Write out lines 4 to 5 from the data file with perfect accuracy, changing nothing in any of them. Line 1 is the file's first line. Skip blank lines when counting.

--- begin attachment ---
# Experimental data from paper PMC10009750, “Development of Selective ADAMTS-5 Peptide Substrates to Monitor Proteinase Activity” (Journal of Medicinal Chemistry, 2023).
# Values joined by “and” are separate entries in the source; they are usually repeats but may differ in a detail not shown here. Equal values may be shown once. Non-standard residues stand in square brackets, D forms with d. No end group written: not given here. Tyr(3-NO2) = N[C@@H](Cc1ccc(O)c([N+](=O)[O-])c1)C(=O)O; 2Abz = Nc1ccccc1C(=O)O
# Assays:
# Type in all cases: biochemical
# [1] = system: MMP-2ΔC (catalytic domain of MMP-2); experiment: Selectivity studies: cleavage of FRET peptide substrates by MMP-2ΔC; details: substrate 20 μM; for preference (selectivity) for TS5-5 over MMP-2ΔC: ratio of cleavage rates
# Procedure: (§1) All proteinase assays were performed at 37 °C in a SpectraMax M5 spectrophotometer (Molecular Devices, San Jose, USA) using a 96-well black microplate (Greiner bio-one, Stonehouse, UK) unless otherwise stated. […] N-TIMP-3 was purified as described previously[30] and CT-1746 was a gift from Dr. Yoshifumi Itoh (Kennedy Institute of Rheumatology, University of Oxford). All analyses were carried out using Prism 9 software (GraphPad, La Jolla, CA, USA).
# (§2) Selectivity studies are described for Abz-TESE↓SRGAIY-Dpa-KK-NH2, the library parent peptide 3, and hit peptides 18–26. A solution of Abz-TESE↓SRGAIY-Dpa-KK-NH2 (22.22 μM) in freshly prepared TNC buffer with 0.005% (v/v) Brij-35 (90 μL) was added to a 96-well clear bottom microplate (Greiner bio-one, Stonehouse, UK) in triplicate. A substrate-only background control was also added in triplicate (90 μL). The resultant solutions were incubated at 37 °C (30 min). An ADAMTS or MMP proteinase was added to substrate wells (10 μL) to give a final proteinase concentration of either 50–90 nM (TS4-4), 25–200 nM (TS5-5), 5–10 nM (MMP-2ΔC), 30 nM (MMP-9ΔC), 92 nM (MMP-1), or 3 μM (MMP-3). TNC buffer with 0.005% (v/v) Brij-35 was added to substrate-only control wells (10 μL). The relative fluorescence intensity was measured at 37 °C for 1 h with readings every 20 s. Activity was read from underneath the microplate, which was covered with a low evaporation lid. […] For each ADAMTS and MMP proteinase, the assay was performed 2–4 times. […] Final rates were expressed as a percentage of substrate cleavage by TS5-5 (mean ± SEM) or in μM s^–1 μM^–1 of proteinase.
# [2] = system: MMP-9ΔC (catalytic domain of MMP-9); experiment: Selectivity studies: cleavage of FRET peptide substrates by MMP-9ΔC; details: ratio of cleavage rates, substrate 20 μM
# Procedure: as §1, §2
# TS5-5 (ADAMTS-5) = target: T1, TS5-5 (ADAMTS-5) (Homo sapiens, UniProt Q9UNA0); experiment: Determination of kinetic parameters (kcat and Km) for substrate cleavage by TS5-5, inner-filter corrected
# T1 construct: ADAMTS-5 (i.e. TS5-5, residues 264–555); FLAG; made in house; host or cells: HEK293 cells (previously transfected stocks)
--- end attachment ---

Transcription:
# Type in all cases: biochemical
# [1] = system: MMP-2ΔC (catalytic domain of MMP-2); experiment: Selectivity studies: cleavage of FRET peptide substrates by MMP-2ΔC; details: substrate 20 μM; for preference (selectivity) for TS5-5 over MMP-2ΔC: ratio of cleavage rates